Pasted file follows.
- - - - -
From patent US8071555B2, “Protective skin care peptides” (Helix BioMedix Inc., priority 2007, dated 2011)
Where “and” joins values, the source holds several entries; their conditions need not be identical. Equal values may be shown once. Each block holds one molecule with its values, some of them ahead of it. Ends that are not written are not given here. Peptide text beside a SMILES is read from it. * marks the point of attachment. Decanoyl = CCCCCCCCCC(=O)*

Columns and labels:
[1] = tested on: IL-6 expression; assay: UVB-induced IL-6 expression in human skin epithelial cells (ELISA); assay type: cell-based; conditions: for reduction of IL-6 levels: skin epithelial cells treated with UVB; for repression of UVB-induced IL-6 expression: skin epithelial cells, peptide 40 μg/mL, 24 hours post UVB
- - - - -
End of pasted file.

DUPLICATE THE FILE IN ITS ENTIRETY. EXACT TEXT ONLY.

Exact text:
From patent US8071555B2, “Protective skin care peptides” (Helix BioMedix Inc., priority 2007, dated 2011)
Where “and” joins values, the source holds several entries; their conditions need not be identical. Equal values may be shown once. Each block holds one molecule with its values, some of them ahead of it. Ends that are not written are not given here. Peptide text beside a SMILES is read from it. * marks the point of attachment. Decanoyl = CCCCCCCCCC(=O)*

Columns and labels:
[1] = tested on: IL-6 expression; assay: UVB-induced IL-6 expression in human skin epithelial cells (ELISA); assay type: cell-based; conditions: for reduction of IL-6 levels: skin epithelial cells treated with UVB; for repression of UVB-induced IL-6 expression: skin epithelial cells, peptide 40 μg/mL, 24 hours post UVB